Published on April 2nd, 2017 | by Brussels In View


Brussels Airport on the ‘runway’ to recovery

Zaventem in fine shape after last year’s terror attacks. A year ago in March it was the scene of a deadly suicide attack, but Brussels Airport has bounced back.

 The airport was hit by Islamic State terrorists on 22 March 2016, along with the city’s Maelbeek metro station, a twin attack that killed 33 people and injured dozens more.

The attacks on Brussels hit the airport particularly badly. It handled 21.8 million passengers in 2016, down 7 % on record year 2015. The decrease was completely due to the attacks which meant the airport was closed for 12 days before only gradually resuming its operations.

Prior to the attacks the country’s national airport, was recording growth figures in passenger transport. After the attacks, no passenger flights were possible for nearly two weeks and flights only gradually resumed from early April to reach 100% capacity again in June.
But the recovery has been impressive, with record passenger traffic and new initiatives launched, partly to help give Brussels – and its airport – a ‘new’ image.

The airport, for example, recorded 1.5 million passengers for the first month of 2017, breaking past January records, and witnessed an exceptional 21% increase in cargo volume compared to January 2016.

Airport bosses have now launched the ‘Join the BRU Crew’ project, aimed at collecting feedback from travellers on what they feel is going well – and what could be improved upon – at the airport.

An airport spokesman said: ”We are taking these findings to heart and have
already implemented a number of changes, including the new free drop-off location, new parking concepts, more extensive signage and new locations for passengers to check in.”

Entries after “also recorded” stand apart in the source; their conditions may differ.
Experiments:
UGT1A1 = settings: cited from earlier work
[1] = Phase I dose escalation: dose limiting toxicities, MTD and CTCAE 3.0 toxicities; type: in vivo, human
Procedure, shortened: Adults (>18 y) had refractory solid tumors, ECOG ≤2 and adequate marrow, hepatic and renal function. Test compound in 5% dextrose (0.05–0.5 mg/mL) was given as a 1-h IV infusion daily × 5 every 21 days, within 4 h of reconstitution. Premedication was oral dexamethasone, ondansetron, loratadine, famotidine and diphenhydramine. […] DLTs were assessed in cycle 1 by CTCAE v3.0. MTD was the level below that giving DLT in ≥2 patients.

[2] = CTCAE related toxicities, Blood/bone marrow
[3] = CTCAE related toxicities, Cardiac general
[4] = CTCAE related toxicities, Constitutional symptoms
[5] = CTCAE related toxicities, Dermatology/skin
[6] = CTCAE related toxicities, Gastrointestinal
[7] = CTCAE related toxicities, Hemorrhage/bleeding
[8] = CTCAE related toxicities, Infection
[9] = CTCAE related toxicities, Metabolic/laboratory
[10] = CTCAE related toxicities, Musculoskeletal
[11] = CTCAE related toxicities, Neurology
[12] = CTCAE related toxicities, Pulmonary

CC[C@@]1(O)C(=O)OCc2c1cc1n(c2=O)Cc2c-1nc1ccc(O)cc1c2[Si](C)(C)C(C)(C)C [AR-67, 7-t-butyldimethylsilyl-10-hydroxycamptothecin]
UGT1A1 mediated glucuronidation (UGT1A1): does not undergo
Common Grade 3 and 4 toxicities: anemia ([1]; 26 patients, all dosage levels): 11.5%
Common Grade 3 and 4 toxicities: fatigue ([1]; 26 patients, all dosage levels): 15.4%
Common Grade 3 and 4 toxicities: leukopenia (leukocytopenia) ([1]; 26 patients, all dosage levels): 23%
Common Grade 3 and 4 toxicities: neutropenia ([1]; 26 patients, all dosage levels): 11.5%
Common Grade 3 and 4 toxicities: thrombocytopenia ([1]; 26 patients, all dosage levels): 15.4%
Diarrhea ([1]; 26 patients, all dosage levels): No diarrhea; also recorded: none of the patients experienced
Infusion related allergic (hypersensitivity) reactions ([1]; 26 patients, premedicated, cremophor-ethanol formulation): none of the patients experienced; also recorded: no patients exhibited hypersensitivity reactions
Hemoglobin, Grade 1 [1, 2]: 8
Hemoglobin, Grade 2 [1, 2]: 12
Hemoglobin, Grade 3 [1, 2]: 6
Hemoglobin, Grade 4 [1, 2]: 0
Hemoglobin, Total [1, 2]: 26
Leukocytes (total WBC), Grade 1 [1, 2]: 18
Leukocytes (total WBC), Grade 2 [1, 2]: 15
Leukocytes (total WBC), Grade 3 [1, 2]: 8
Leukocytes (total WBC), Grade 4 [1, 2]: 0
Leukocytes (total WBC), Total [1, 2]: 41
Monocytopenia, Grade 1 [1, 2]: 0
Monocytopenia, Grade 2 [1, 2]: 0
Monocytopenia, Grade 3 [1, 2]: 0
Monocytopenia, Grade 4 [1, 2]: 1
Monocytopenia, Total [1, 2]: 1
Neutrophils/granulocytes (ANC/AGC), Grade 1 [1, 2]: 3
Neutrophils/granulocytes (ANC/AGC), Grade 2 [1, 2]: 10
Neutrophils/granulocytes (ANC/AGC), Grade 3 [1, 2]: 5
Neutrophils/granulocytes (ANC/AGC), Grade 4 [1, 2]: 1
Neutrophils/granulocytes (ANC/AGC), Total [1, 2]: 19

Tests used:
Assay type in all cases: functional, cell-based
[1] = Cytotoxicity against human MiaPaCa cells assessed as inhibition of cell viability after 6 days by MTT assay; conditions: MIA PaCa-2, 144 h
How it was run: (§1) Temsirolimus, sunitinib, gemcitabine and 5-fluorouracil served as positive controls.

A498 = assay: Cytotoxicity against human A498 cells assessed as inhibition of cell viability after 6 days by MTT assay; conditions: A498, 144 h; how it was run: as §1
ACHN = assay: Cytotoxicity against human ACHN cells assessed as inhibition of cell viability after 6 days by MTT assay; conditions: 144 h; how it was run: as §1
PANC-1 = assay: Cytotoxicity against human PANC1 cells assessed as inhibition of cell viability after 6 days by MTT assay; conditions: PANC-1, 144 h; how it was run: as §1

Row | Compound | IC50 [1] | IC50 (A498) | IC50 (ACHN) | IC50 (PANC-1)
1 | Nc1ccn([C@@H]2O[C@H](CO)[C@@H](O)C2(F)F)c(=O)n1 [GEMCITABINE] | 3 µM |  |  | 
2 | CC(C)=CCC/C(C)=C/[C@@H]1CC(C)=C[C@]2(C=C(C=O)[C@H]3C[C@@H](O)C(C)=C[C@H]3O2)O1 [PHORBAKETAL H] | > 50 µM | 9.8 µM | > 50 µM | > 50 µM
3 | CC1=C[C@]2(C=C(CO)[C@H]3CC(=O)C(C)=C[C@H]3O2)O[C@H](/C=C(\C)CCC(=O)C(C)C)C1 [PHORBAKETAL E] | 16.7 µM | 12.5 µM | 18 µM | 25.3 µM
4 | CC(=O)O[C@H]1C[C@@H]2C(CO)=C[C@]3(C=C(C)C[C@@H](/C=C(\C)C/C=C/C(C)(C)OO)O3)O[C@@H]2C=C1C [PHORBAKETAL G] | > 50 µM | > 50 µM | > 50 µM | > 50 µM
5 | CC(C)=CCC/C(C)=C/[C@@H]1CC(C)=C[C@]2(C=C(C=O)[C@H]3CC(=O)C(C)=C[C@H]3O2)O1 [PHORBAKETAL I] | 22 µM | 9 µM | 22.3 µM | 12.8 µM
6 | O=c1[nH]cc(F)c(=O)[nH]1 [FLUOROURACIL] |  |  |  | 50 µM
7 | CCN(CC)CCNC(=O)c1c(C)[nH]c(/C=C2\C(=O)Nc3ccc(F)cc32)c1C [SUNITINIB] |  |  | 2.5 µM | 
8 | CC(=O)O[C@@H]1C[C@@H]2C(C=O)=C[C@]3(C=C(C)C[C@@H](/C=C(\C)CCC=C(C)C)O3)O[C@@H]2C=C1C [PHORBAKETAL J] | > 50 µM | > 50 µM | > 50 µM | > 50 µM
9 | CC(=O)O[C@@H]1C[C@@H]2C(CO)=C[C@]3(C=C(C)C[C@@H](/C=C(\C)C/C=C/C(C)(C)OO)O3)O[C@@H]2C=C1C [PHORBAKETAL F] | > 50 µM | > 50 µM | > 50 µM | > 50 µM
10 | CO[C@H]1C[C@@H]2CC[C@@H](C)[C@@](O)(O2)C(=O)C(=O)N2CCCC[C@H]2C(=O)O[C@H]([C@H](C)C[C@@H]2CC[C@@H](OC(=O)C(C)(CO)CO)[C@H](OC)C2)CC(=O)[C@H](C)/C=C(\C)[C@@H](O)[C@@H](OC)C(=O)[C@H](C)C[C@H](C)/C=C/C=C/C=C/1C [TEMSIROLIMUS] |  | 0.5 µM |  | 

Another innovative initiative is ‘Forum 2040’, a dialogue platform where a variety of stakeholders involved in the airport’s ‘Strategic Vision 2040’ will discuss its future. This will start in the second quarter of this year.

The airport has also introduced a new concept which allows people to park free of charge for 30 minutes using the Pcard+, enabling them to pick up and drop off passengers at a leisurely pace.

General signage in and around the car parks has also been improved while
additional self-service check-in machines on the rail and bus station levels have been installed.

Not all is entirely rosy, however.

Ryanair, for instance, has said it will not launch any new routes from Zaventem until a solution can be found to what it calls “ridiculous fines” for aircraft noise.

The Irish budget airline – Belgium’s biggest carrier with a 28% market share – says several of its new summer destinations which were intended for Zaventem will fly from Charleroi instead.

Chief executive Michael O’Leary said: “We can’t take any risk until a solution is found. We chose not to go ahead because of these ridiculous fines and this stupid law.”

According to the airline, take-offs between 06.00 and 07.00 have attracted noise fines of €6,000 per flight.

However, despite such set backs, the airport is generally back on track and evidence of renewed confidence in its international standing came when it was chosen to host the annual Congress and General Meeting of ACI World and ACI Europe, the professional associations of airports worldwide, next year.

The airport will, in 2018, welcome the international airport community for a three-day congress.

The airport spokesman said: “This is a great honour and it is the first time our country has been awarded it. It will give a boost to both tourism and congress life in Brussels.”

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